5. Seek Out Friends and Family Who Get It
When you’re sick it’s common to withdraw from your relationships—an understandable reaction when energy is low and you don’t feel like yourself. But supportive loved ones are invaluable, especially when you’re going through a hard time. I can’t count all the times that my wife showed me love just when I needed it, when I’d reached the end of myself.
“It’s really important to have community,” said Carnahan, “and to reach out and make sure you have connection with human beings. I’m a super independent person and thought I could do it alone. But the more I grow, the more I realize how critical it is to have connections and relationships and to be able to ask for help when we need it.” Being willing to ask for help is a critical part of self-compassion.
Carnahan recommends being clear about what you need from your loved ones. “It’s easy to either assume they know what you need or to not speak up,” she said. “Most of the time family or friends really want to help, they just don’t always know how. They may be uncomfortable about your diagnosis or intimidated by the fact that you’re sick.” Thus, it's important to communicate your needs as directly as you can.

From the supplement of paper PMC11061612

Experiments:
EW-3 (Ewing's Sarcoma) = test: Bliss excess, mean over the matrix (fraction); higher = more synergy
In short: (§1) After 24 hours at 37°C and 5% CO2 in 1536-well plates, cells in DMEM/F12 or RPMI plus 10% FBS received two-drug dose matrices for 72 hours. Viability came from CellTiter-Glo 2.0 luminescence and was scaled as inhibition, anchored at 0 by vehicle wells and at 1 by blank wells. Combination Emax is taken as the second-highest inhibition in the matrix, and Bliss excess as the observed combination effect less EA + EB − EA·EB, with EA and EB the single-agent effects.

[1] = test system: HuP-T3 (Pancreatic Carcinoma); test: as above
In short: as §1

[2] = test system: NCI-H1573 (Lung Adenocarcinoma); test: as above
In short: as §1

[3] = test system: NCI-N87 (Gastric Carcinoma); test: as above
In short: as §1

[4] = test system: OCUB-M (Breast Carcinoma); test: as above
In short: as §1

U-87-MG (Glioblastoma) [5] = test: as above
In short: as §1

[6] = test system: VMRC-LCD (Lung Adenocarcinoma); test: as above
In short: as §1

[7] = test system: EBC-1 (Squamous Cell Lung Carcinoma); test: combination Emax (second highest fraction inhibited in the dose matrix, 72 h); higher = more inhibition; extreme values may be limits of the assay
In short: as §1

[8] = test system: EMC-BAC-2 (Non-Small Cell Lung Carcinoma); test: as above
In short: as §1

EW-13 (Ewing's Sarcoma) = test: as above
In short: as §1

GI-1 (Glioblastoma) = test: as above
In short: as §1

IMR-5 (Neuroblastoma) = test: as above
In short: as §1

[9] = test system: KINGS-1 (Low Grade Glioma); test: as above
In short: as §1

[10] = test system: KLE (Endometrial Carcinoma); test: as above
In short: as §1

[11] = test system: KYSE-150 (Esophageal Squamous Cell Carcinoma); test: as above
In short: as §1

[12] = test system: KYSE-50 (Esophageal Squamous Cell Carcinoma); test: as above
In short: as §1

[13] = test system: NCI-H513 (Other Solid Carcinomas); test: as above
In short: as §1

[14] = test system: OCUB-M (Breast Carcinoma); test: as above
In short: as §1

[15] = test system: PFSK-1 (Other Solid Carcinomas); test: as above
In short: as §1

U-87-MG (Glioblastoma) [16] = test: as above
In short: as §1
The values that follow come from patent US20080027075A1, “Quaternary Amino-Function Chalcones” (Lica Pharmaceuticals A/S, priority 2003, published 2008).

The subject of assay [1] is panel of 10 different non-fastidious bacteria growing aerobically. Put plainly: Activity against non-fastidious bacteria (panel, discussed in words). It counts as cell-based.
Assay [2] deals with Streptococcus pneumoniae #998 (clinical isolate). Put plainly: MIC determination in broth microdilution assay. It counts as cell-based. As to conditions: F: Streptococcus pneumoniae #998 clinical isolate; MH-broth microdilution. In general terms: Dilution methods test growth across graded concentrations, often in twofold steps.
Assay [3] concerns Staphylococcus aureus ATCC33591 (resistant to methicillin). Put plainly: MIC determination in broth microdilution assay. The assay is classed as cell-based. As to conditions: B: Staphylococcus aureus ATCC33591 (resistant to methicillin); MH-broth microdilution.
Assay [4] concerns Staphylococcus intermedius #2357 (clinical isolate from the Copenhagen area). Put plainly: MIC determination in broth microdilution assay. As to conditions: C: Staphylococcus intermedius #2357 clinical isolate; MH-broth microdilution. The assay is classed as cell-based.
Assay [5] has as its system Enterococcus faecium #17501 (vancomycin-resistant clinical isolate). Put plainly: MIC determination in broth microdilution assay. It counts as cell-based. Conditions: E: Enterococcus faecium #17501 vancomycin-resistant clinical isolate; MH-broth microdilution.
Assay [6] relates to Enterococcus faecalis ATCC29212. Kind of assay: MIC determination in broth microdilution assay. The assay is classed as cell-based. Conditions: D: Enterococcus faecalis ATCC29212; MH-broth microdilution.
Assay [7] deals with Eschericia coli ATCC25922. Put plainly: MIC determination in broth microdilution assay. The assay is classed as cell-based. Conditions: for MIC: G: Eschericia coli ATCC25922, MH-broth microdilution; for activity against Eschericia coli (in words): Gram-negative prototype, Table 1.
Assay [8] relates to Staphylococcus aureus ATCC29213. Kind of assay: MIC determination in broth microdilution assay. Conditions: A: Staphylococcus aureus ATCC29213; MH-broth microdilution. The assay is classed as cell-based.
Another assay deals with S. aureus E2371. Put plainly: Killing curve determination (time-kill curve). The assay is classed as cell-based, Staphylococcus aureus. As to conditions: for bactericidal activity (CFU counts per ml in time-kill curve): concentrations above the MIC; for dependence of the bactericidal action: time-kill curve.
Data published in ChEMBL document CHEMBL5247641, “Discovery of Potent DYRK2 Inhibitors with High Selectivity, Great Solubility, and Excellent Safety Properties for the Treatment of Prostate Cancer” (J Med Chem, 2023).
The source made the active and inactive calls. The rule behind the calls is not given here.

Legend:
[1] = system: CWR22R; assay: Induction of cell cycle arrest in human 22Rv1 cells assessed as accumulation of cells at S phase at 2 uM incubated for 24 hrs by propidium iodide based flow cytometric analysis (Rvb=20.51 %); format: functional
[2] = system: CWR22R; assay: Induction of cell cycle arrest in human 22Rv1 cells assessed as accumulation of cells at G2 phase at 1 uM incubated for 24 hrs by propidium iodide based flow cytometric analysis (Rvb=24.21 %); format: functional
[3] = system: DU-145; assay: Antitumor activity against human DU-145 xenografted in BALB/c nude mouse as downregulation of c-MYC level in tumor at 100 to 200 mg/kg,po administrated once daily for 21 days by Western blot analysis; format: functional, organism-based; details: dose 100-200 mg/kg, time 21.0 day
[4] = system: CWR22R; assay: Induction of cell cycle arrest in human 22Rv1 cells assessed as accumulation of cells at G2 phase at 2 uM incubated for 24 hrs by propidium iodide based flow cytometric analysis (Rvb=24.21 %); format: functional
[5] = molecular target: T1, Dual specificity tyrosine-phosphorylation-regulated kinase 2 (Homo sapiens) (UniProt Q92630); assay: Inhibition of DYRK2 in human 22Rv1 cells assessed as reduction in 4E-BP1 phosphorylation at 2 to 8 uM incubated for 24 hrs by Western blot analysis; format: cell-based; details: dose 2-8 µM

You’ll probably need to be selective about who you spend your time with while you’re sick, focusing your time and energy on loving connections with those who understand your condition and your limitations (without reducing you to A Sick Person). “Those are your inner circle—your trusted few,” said Carnahan. “They won’t take it personally if you need to cancel or change plans, because you woke up feeling great but then by ten o’clock you’re exhausted and need to lie down.”
If you’re dealing with a chronic illness, self-compassion is a crucial part of your treatment plan. What’s one way you can move toward greater self-compassion starting today?
The full conversation with Dr. Jill Carnahan is available here: Finding Faith and Purpose on the Road to Healing.